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Narayangadh–Muglin road expansion gets momentum

Gorkha Post

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CHITWAN — The expansion of the Narayangadh–Muglin road section is gaining momentum of late. The road section, which connects the central hilly region with Tarai, was delayed in the wake of the 2015 earthquake and the post-Constitution blockade.

The earlier contract agreement had required the completion of the work by mid-April 2017, which has now been extended by four months and 15 days.

21 per cent of the overall work has been completed so far, said said Shiva Khanal, an engineer with the Narayangadh–Muglin Road Project.

The project for expansion of the road started in mid-April 2015.

Every day, transportation along the road stretch is barred from 11 am to 3 pm for the expansion.

The road expansion is taking place in midst of sporadic landslides as it requires trimming down hills on the side of the road.

The World Bank had extended a support of Rs 2.9 billion for the project.

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Deadly Nipah virus claims 12 in Indian state of Kerala

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NEW DELHI — At least 12 people in India have died from a rare deadly and contagious virus known as Nipah virus, according to news reports.

Four deaths were reported on Monday, including of a nurse who treated the three initial infections at the EMS Cooperative Hospital in Perambra. The death of the nurse triggered panic among hospital staff who have had their leaves cancelled to treat the sick, Hindustan Times reported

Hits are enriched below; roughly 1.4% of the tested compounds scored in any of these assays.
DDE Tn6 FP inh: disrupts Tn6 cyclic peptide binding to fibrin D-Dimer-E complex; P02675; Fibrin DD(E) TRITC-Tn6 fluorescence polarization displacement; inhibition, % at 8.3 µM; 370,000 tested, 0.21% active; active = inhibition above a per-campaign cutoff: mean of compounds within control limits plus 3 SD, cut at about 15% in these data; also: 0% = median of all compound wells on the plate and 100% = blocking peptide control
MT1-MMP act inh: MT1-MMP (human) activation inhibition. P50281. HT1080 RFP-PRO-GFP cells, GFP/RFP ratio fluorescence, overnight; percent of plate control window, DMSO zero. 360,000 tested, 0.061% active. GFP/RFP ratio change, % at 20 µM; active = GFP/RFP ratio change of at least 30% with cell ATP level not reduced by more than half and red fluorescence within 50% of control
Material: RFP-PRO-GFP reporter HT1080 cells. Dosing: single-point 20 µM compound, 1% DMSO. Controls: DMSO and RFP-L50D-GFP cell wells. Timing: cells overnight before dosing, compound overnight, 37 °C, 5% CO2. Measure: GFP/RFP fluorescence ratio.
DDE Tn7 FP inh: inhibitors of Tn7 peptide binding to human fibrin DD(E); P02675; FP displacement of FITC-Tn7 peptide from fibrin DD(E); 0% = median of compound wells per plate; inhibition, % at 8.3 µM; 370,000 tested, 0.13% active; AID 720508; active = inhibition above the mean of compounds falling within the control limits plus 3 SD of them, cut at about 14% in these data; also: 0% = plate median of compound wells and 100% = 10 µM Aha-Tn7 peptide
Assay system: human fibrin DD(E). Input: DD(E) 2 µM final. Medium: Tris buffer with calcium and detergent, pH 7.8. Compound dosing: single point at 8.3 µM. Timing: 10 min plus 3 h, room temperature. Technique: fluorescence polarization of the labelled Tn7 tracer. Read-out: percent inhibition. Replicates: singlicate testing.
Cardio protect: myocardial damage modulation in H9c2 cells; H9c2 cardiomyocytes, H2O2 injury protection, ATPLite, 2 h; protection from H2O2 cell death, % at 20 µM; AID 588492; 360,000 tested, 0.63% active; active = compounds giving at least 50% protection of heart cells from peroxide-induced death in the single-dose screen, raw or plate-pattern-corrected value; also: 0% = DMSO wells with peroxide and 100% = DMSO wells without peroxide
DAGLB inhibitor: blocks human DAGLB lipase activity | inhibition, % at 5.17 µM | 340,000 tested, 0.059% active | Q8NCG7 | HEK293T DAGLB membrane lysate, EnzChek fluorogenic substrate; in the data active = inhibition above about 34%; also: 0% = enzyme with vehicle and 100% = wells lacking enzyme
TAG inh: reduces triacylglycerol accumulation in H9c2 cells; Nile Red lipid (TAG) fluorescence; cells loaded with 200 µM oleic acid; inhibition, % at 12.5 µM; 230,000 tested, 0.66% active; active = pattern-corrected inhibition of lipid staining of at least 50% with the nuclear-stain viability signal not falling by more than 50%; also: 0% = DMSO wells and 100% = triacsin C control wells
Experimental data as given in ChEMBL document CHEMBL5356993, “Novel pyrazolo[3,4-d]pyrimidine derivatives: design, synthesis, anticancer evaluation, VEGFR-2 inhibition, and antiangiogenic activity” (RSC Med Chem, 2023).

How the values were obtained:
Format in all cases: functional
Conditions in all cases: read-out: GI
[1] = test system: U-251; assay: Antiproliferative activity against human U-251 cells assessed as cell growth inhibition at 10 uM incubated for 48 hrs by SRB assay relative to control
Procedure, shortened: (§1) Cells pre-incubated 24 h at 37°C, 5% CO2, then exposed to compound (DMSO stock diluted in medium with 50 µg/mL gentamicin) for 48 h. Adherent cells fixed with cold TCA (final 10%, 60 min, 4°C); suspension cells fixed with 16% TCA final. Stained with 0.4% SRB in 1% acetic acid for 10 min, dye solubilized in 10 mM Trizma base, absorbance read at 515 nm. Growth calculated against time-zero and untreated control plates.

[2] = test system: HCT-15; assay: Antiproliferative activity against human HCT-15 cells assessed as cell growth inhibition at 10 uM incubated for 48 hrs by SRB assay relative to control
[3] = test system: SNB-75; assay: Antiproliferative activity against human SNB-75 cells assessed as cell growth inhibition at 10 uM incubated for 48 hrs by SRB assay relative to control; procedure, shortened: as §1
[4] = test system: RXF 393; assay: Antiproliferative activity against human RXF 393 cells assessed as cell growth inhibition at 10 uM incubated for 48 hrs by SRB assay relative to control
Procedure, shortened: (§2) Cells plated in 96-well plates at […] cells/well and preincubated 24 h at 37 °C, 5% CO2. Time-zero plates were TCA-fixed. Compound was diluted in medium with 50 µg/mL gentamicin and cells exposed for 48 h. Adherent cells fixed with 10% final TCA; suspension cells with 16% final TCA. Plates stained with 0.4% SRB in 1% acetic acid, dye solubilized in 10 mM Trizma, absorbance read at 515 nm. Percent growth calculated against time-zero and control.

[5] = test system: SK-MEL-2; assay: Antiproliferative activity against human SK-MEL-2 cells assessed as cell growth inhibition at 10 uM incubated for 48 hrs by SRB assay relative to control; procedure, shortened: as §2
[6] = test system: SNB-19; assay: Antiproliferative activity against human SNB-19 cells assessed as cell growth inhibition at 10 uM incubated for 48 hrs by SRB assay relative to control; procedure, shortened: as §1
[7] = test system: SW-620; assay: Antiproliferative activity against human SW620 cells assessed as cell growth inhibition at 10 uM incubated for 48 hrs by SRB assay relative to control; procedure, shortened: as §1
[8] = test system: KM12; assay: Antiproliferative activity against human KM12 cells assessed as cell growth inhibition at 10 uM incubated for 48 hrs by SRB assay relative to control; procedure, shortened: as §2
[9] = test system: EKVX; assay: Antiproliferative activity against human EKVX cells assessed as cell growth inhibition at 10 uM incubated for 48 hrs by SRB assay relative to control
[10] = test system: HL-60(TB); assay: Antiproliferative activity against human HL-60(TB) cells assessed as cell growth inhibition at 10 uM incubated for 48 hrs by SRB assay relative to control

Two deaths were reported from Kozhikode and four from Malappuram district. At least six persons are in critical condition and another 20 are under observation, state health officials said.

It was recorded in Siliguri district in West Bengal in 2001 and is being suspected in Kerala now, according to media reports

Humans get infected by consuming fruit or date-palm sap contaminated by infected bats but while human-to-human transmission through body fluids is rare.

According to the Centers for Disease Control and Prevention (CDC), Nipah virus infection is an emerging disease that was first identified in 1999 during an outbreak among pig farmers in Malaysia and Singapore.

The virus is thought to naturally infect fruit bats (of the genus Pteropus), but it can also infect pigs and other domesticated animals, as well as humans, according to the World Health Organization (WHO). The virus can also spread from person to person.

CDC says Nipah virus can cause an inflammation of the brain known as encephalitis. Symptoms can include fever and headache, followed by drowsiness, disorientation and confusion. People who are infected with the virus may fall into a coma within 48 hours of showing symptoms, the CDC says.

The virus can be highly lethal, with an average fatality rate of around 75 percent, according to the WHO.

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